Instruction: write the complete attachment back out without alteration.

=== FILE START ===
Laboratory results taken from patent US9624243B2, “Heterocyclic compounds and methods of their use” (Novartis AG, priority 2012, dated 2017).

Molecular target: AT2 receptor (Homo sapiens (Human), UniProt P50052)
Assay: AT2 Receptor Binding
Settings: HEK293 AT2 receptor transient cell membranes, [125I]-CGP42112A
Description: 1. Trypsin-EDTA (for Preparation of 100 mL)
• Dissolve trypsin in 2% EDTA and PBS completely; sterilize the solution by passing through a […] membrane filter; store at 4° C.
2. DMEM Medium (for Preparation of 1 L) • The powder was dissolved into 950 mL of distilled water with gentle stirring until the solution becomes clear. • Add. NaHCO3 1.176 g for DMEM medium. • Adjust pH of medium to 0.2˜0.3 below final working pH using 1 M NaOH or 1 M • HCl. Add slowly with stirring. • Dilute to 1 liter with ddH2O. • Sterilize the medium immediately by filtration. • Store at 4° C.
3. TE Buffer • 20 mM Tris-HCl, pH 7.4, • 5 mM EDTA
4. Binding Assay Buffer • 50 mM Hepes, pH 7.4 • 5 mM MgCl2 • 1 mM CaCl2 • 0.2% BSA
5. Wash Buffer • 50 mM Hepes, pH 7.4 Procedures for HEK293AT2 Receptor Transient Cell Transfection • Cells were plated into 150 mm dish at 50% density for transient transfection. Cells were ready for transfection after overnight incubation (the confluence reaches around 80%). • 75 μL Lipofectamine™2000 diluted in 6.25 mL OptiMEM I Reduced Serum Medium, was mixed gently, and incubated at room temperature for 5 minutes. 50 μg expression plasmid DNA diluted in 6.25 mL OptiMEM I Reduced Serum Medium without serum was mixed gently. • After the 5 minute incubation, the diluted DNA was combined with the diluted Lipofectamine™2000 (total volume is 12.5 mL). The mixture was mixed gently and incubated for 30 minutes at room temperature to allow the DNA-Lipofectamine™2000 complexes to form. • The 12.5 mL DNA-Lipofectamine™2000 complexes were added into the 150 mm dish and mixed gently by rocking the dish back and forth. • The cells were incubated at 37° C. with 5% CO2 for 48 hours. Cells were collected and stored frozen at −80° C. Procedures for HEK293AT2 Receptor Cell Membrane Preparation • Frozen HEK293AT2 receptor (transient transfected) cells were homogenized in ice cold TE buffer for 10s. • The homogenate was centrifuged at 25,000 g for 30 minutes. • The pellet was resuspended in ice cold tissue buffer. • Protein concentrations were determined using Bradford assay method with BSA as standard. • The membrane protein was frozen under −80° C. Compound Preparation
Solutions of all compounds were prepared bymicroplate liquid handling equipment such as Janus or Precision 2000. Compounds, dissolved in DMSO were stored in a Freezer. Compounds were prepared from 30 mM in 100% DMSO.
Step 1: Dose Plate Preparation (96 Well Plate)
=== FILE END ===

Laboratory results taken from patent US9624243B2, “Heterocyclic compounds and methods of their use” (Novartis AG, priority 2012, dated 2017).

Molecular target: AT2 receptor (Homo sapiens (Human), UniProt P50052)
Assay: AT2 Receptor Binding
Settings: HEK293 AT2 receptor transient cell membranes, [125I]-CGP42112A
Description: 1. Trypsin-EDTA (for Preparation of 100 mL)
• Dissolve trypsin in 2% EDTA and PBS completely; sterilize the solution by passing through a […] membrane filter; store at 4° C.
2. DMEM Medium (for Preparation of 1 L) • The powder was dissolved into 950 mL of distilled water with gentle stirring until the solution becomes clear. • Add. NaHCO3 1.176 g for DMEM medium. • Adjust pH of medium to 0.2˜0.3 below final working pH using 1 M NaOH or 1 M • HCl. Add slowly with stirring. • Dilute to 1 liter with ddH2O. • Sterilize the medium immediately by filtration. • Store at 4° C.
3. TE Buffer • 20 mM Tris-HCl, pH 7.4, • 5 mM EDTA
4. Binding Assay Buffer • 50 mM Hepes, pH 7.4 • 5 mM MgCl2 • 1 mM CaCl2 • 0.2% BSA
5. Wash Buffer • 50 mM Hepes, pH 7.4 Procedures for HEK293AT2 Receptor Transient Cell Transfection • Cells were plated into 150 mm dish at 50% density for transient transfection. Cells were ready for transfection after overnight incubation (the confluence reaches around 80%). • 75 μL Lipofectamine™2000 diluted in 6.25 mL OptiMEM I Reduced Serum Medium, was mixed gently, and incubated at room temperature for 5 minutes. 50 μg expression plasmid DNA diluted in 6.25 mL OptiMEM I Reduced Serum Medium without serum was mixed gently. • After the 5 minute incubation, the diluted DNA was combined with the diluted Lipofectamine™2000 (total volume is 12.5 mL). The mixture was mixed gently and incubated for 30 minutes at room temperature to allow the DNA-Lipofectamine™2000 complexes to form. • The 12.5 mL DNA-Lipofectamine™2000 complexes were added into the 150 mm dish and mixed gently by rocking the dish back and forth. • The cells were incubated at 37° C. with 5% CO2 for 48 hours. Cells were collected and stored frozen at −80° C. Procedures for HEK293AT2 Receptor Cell Membrane Preparation • Frozen HEK293AT2 receptor (transient transfected) cells were homogenized in ice cold TE buffer for 10s. • The homogenate was centrifuged at 25,000 g for 30 minutes. • The pellet was resuspended in ice cold tissue buffer. • Protein concentrations were determined using Bradford assay method with BSA as standard. • The membrane protein was frozen under −80° C. Compound Preparation
Solutions of all compounds were prepared bymicroplate liquid handling equipment such as Janus or Precision 2000. Compounds, dissolved in DMSO were stored in a Freezer. Compounds were prepared from 30 mM in 100% DMSO.
Step 1: Dose Plate Preparation (96 Well Plate)